Feeds:
Posts
Comments

Posts Tagged ‘sexuality’

When I was in college, I did the sort of stupid things you do in college. Lucky for me, those were the days before cell phone cameras and the internet, so there’s very little record of my stupid stunts. Like that time I got a crew cut. Why? I barely remember. I think I bombed a test and got in a fight with my boyfriend. I wanted a change. I wanted to be swallowed up by something else. I hacked off all my hair and after I saw what a mess I’d made of it, I went to the barber shop and got the only fix that was possible: a flat top with white walls.

For the most part, this radical hair alteration didn’t produce much change in my life. Lots of people didn’t recognize me, and so I was rendered pleasantly invisible for a while. It caused a lot of laughs when people got confused by the juxtaposition of my short-short hair and my boyfriend’s hair down to his waist.

One day, it produced something a bit more menacing. A friend and I went into the Arby’s off campus to get lunch. While we waited for our food, I decided to go to the restroom. The ladies room was at the end of a long hallway, and standing outside was a man. I assumed he was waiting for his girlfriend, so I simply stepped around him and reached for the door handle.

Before I could open the door, the guy grabbed my arm and turned me around.

“Where are you going, asshole?” he said. Or maybe it was “What are you doing, asshole?” I remember the asshole part vividly, and the way he sneered at me, almost like a dog baring its teeth.

I yanked my arm away from him and answered flippantly. I was going to the restroom, if that was okay with the Arby’s bathroom police.

“That’s the girls bathroom,” he said. I remember that, too, that he said girls, like we were still in grade school.

“And I’m a girl,” I said.

For an instant, his face registered confusion, and I remembered: the stupid crew cut. He’d mistaken me for a man, or more likely, since I was scrawny and flat-chested, for a boy. After the instant of confusion passed, though, his look changed to one of disgust.

“Fucking dyke,” he said. I don’t know what else he might have said, because at that instant, the women’s restroom door opened, and his girlfriend came out.

Back at the table with my friend, I told her what had happened, and in the safety of a public space, we laughed and snuck glances at the restroom couple, who sat across the dining room from us.

I don’t think I gave it another thought, until this December, when I read this series of tweets.

Adamant Yves

 

It absolutely gave me the chills, imagining that moment of fear, of wondering, Am I about to be murdered because this man mistook me for the “wrong” sex? For the first time in twenty years, I thought of that afternoon outside the ladies room in Arby’s. Now that I know more about the world, I understand how dangerous that moment could have been, and how lucky I was. After all, I was safe. In my wallet, I carried a valid driver’s license that clearly stated I was female. If push came to shove, I could have proved that I possess biologically female genitals and secondary sex traits. That brief moment of confusion was just that: brief confusion. Even a “fucking dyke,” has the legal right to use the women’s restroom.

For people who exist outside the very narrow confines of what society identifies as male or female, they are risking so much more than an awkward encounter outside a fast food restroom. By chance or by choice, they may not be readily identifiable as one gender or another. In fact, they may not identify themselves as one gender or another. As a consequence, they sometimes find themselves searching back hallways of public buildings, trying to find a unisex bathroom they can use that won’t require them to prove they belong in a men’s room or a women’s room.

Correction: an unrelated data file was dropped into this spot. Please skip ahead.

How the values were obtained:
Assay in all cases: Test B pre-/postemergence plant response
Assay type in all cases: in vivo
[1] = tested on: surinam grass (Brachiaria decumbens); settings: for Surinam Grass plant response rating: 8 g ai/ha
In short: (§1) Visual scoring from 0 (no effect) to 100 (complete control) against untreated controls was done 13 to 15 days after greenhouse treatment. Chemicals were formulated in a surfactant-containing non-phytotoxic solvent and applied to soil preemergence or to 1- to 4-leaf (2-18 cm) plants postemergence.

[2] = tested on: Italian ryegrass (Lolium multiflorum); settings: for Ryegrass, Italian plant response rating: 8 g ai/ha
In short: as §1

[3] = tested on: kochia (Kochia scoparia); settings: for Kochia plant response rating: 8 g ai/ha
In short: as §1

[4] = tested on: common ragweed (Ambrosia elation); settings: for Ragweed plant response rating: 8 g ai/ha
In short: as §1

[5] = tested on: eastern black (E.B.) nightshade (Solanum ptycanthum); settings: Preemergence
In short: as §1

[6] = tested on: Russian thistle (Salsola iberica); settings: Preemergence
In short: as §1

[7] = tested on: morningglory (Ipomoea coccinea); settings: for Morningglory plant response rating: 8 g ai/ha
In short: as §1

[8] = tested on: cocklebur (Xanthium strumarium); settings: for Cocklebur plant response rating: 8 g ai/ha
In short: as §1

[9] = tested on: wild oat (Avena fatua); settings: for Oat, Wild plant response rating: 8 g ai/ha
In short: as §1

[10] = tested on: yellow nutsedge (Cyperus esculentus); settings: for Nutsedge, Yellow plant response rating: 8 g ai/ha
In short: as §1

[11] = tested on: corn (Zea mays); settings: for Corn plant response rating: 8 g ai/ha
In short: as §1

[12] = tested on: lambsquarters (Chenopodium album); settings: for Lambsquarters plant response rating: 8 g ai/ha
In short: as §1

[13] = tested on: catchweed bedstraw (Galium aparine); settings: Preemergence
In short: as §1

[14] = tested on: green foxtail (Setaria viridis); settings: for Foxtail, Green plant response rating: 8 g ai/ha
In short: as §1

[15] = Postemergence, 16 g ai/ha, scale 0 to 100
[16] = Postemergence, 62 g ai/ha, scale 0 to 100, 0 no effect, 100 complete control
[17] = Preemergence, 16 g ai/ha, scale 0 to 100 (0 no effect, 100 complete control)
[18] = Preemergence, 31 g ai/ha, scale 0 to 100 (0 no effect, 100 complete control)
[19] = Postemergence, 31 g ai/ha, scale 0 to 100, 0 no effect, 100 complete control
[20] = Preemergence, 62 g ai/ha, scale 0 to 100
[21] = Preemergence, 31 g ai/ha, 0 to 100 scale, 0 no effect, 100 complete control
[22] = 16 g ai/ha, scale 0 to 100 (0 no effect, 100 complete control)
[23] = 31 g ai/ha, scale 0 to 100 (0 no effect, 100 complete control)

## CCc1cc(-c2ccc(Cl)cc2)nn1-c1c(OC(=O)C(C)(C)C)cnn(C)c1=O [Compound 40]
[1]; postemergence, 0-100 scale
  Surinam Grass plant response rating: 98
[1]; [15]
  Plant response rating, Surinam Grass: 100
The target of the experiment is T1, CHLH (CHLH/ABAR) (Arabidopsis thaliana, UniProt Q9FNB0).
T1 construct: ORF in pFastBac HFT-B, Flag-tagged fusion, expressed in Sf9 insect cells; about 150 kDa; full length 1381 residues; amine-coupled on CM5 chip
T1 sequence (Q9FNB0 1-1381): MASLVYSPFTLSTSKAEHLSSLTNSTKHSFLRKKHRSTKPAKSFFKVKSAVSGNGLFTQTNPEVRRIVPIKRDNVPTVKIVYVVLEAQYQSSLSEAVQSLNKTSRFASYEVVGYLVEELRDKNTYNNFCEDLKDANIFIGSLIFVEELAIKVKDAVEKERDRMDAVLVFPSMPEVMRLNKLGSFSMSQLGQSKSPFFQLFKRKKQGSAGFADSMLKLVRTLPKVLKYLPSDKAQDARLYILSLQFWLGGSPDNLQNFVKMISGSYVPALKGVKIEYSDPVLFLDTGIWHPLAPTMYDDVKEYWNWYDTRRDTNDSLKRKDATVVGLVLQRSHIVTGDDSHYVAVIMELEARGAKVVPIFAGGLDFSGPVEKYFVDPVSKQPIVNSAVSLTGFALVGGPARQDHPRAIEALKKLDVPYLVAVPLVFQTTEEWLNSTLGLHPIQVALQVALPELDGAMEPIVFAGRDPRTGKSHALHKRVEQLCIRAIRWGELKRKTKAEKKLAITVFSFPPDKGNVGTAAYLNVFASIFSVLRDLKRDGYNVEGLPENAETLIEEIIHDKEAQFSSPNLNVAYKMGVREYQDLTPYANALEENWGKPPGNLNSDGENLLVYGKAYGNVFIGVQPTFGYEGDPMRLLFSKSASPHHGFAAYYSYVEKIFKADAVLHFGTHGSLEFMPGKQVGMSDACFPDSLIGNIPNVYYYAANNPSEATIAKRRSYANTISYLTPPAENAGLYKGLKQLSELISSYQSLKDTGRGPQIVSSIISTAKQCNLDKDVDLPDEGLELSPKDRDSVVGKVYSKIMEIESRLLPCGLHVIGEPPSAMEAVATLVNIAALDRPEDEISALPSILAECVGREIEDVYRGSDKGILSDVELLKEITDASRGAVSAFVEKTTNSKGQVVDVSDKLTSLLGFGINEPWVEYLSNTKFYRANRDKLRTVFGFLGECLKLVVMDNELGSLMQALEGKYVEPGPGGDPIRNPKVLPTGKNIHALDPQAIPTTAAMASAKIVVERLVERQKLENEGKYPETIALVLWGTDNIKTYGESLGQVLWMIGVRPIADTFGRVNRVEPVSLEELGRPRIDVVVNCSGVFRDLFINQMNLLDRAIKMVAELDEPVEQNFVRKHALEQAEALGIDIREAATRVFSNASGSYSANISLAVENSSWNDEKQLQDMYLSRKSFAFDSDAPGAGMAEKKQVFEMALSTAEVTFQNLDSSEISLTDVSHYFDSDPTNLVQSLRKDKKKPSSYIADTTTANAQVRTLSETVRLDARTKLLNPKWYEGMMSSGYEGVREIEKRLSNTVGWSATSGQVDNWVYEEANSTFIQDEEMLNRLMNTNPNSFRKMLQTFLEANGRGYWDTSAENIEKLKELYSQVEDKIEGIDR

In public even, they are in danger from the kind of situation Yves describes. We live in a society that continues to think it’s our business how people dress or what kind of genitals they have under their clothes. We not only think we’re allowed to know these things, some people believe anyone who transgresses those sharply painted boundaries deserves to be punished.

It’s a horrific, fucked up situation, and I wish I knew what we could do to make this a better world. I have my own little list of shit I’m trying to do, and I hope more people will join in.

Respect everybody’s truth. If someone says she’s a woman and wants to use she/her pronouns, respect that. If someone says they’re gender fluid and prefer they/them pronouns, respect that. It’s no different than calling someone by their preferred name. (And if you tell me you still call Muhammad Ali Cassius Clay, I am giving you the stink eye.)

Kill your curiosity. But like, she has a penis? But what do they do in bed? Those questions are none of your business, so why even ask them? If people you know ask that kind of thing about your LGBTQIA friends, that’s the answer: None ya business. Things like that are on a need to know basis. If you ever need to know, you’ll find out. Occasions when it might become your business: if the person in question says, “Hey, I’d be interested in having sex with you.” Then that line of inquiry is open to you.

Accept that it’s not about you. Does it make you uncomfortable to go into the women’s restroom and see someone who doesn’t quite fit your idea of female? Tough shit. It’s not about you. That person is going into the bathroom that makes them feel most comfortable, because they need to pee. They’re not there for you. Does it make you uneasy that you felt an attraction toward what you thought was a woman but turned out to be a man? Get over yourself. The way he looks isn’t about you.

Demand justice for LGBTQIA victims of violence. They are over-represented in statistics on violence, especially people of color who are LGBTQIA. Their murders are often swept under the rug or ridiculed. Let’s refuse to let that happen. Let’s refuse to accept “gay panic” as a defense against murder. Let’s not allow fragile masculinity to dehumanize people.

Be open. Talk to people. Smile at people. That’s coming from an introvert, and I’m saying, when you meet somebody new, be open to them as a wholly individual person. Don’t waste time trying to put them into a category.